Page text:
If you’re wondering whether your Australian Shepherd is going to get cold during the colder months, then you’ve found the right article! In this article, not only will you find out how cold is too cold for Australian Shepherds, but you’ll also learn how to keep them warm and other winter safety tips!
So keep reading to find out everything you need to know!
Do Australian Shepherds Get Cold?
Australian shepherds are just like any other species on the planet when it comes to becoming chilly. Even though they have a double layer to keep them warm, it will not be enough to keep them warm in frigid temperatures.
How Cold Is Too Cold For Australian Shepherds
Anything below 40°F is too chilly for most dogs, as a general rule. Hypothermia and frostbite are likely to occur as the temperature drops below 20°F.
But as a rule of thumb for your Australian Shepherd, as long as they aren’t outside for extended periods of time, temperatures as low as 32°F are going to be tolerable for them.
However, it’s important to remember that the temperature isn’t the only factor in deciding whether the temperature is going to be too cold for your Australian Shepherd. You should also be aware that the following can drastically affect how cold your Shepherd feels!
Wetness – If your Australian Shepherd is wet, they won’t be able to insulate themselves and will be much more susceptible to cold. Even if the temperature may not appear to be particularly high, this can occur.
Cloud Cover – During the day, cloud cover makes things feel colder, and at night, no cloud cover makes things feel colder.
Wind Chill – We’ve all experienced the chilling effects of the wind. Even on a hot day, the wind can make you feel chilly quickly. It can also readily cut through the fur of your Australian Shepherd.
Exercise – the amount of activity your Australian Shepherd receives can have an impact on them. If your dog is just lounging around, it will become cold faster than if they are active.
As you may imagine, all of these factors together can quickly make your Australian Shepherd too cold.
How To Tell When You Australian Shepherd Is Too Cold?
Fortunately, it’s incredibly easy to spot when your Australian Shepherd is too cold. In most cases, they’re going to let you know through their behavior if they’re struggling; however, there are also other signs you can look for as well!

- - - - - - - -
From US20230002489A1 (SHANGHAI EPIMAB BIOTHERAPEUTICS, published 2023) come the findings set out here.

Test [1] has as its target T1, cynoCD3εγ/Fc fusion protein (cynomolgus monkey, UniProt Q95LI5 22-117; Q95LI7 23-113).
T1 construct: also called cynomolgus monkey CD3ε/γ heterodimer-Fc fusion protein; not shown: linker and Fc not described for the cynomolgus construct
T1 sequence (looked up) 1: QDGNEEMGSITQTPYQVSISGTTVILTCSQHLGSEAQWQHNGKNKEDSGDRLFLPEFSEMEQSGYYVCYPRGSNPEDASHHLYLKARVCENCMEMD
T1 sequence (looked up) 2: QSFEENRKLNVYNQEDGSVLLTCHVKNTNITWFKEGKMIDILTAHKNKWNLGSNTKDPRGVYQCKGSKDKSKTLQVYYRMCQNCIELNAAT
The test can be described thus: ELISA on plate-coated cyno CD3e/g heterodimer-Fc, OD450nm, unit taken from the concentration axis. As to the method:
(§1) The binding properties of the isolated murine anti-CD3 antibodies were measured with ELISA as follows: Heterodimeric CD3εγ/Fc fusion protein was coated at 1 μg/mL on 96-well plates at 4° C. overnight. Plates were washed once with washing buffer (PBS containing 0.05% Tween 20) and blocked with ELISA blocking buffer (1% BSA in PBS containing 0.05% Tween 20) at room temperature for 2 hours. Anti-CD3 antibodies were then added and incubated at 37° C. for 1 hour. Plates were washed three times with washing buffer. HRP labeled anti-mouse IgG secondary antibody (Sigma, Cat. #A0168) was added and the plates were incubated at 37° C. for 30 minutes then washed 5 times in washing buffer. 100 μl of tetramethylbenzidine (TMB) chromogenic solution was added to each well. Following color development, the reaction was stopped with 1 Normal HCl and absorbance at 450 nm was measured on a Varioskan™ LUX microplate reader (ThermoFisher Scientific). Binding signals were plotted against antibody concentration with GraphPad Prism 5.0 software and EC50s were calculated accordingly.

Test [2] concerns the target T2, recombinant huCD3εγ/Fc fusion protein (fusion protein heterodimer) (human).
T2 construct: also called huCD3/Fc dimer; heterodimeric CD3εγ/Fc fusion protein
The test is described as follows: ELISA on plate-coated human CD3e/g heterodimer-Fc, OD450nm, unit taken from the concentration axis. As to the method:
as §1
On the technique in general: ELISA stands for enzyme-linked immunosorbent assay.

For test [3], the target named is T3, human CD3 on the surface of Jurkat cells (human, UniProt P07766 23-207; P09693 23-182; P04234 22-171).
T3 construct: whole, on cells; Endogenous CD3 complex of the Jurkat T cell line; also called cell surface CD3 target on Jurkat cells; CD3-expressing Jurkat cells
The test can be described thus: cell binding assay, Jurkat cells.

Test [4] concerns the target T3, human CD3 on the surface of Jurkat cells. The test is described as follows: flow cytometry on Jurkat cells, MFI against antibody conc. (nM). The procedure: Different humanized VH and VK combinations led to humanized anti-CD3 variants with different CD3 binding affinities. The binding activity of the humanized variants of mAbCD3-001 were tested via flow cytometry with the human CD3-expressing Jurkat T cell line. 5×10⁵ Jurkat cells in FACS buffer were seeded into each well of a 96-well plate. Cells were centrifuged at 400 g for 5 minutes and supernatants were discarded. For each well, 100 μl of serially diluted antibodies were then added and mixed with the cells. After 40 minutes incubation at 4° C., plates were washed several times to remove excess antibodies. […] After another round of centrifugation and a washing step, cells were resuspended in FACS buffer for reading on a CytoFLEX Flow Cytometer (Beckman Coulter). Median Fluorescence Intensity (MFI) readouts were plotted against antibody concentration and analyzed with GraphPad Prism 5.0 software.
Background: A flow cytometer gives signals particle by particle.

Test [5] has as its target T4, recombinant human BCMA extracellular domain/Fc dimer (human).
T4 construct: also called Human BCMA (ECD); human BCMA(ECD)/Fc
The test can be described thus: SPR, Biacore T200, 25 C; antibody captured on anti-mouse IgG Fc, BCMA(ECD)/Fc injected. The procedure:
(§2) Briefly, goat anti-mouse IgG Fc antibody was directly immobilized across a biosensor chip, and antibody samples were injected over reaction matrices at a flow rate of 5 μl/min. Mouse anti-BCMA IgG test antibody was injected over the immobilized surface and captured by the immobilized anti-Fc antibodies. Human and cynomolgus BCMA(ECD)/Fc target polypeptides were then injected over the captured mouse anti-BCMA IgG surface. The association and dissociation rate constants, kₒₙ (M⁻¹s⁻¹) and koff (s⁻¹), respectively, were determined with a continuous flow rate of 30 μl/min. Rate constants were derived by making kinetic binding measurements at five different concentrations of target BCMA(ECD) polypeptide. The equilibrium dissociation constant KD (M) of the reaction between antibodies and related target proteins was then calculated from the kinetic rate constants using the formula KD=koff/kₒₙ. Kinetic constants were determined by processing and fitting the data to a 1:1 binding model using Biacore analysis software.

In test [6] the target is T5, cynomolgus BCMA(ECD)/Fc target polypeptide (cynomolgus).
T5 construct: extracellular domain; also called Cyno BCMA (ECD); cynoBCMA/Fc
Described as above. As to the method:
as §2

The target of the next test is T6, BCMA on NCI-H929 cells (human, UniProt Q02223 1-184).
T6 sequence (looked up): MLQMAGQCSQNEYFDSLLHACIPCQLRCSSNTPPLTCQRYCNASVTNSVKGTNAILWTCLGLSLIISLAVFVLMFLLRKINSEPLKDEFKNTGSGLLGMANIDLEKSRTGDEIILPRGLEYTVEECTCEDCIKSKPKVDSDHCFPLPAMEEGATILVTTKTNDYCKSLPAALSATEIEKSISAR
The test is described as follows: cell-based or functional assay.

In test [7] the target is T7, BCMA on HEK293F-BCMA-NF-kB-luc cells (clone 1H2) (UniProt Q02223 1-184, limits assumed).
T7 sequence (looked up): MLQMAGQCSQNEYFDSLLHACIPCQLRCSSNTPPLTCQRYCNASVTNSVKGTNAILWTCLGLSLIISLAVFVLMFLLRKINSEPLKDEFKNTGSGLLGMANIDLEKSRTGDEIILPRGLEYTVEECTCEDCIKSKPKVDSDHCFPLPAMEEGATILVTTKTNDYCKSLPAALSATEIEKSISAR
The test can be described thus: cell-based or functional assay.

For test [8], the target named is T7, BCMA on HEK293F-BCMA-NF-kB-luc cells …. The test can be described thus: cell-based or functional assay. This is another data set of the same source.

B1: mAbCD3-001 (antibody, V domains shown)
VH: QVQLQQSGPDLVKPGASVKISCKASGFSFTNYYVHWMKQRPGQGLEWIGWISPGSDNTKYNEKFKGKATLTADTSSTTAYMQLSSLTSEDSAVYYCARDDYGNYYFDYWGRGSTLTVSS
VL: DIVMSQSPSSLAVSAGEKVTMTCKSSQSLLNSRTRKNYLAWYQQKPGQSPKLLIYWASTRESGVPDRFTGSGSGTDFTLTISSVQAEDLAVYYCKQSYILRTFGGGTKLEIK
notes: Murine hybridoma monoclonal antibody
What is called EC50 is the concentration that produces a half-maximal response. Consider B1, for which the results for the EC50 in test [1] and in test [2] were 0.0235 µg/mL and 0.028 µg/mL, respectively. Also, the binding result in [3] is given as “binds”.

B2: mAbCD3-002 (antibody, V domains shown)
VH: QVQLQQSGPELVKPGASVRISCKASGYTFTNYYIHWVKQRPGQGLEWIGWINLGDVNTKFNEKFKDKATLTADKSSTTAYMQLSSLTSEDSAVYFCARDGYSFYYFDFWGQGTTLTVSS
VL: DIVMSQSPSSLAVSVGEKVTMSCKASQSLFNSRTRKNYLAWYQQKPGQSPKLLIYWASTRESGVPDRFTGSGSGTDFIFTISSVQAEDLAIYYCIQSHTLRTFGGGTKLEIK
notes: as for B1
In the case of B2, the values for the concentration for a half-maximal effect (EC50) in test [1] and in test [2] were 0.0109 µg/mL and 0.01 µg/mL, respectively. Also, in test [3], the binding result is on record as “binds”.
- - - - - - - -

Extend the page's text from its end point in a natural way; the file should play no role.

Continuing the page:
Here are all the different signs that your Australian Shepherd may be too cold.
Shivering is the most evident indication that they are cold. If you observe your Australian Shepherd shivering, make sure they warm up immediately.
As you know, It’s hard to stop shivering, so if this happens, you know it’s time to move them somewhere warmer.
However, keep in mind that shivering and shaking can also occur when a dog is enthusiastic. So if the weather is nice, it could be exciting.
Howling/Barking/Trying To Get Your Attention
If you’ve left your dog outside, he or she may start howling, barking, whimpering, or whining if it becomes too chilly.
It is all too usual for individuals to leave their dogs outside in all weather conditions. However, a dog should never be left alone for more than 5-6 hours at a time.
Not only does leaving them out in the cold endanger their lives, but they also require social interaction with their families.
Their Tail Is Tucked In & Their Back Is Hunched
Your Australian Shepherd may also be too chilly if you notice them hunching their back and tucking their tail under themselves. When you see this, you should get them somewhere warmer ASAP.
Tucking their tail and hunching helps them retain body heat as they reduce their surface area.
They Curl Up
When it becomes too chilly for Australian shepherds, they will curl up too. This allows them to remain as tiny as possible, which in turn causes them to lose less body heat (due to the reduced surface area).
Lack Of Energy
If you observe muscular stiffness or limping in your Australian Shepherd, it’s because their muscles are starting to become too cold to move.
Hypothermia is usually indicated by this, along with a lack of energy. You shouldn’t have allowed it to go this far, but if you did, get them into the warm as soon as possible and get aid from a veterinarian.
Hypothermia in dogs can also cause weakness, sleepiness, and shallow breathing.
It’s Too Cold For You
Is it getting too chilly outside for you?
If it’s too cold for you, then there’s a strong chance that it’s going to be too cold for your Australian Shepherd as well, so you should bring them inside!